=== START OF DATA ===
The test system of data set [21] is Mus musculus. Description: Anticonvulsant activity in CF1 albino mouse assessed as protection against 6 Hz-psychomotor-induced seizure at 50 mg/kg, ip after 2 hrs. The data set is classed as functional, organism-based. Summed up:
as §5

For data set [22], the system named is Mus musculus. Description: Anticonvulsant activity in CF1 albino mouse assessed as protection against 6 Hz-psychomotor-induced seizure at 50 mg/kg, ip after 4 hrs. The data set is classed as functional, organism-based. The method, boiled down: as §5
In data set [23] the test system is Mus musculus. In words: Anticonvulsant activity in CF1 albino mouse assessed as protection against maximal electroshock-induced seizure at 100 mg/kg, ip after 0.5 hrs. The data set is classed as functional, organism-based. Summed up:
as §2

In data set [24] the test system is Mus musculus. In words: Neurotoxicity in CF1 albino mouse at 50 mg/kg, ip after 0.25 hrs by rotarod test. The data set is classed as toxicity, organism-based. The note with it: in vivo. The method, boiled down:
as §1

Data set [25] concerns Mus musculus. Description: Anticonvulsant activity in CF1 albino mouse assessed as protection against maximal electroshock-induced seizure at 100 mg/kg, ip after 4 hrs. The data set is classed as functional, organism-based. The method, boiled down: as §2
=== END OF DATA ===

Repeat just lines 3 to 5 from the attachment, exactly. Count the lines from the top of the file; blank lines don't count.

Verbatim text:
For data set [22], the system named is Mus musculus. Description: Anticonvulsant activity in CF1 albino mouse assessed as protection against 6 Hz-psychomotor-induced seizure at 50 mg/kg, ip after 4 hrs. The data set is classed as functional, organism-based. The method, boiled down: as §5
In data set [23] the test system is Mus musculus. In words: Anticonvulsant activity in CF1 albino mouse assessed as protection against maximal electroshock-induced seizure at 100 mg/kg, ip after 0.5 hrs. The data set is classed as functional, organism-based. Summed up:
as §2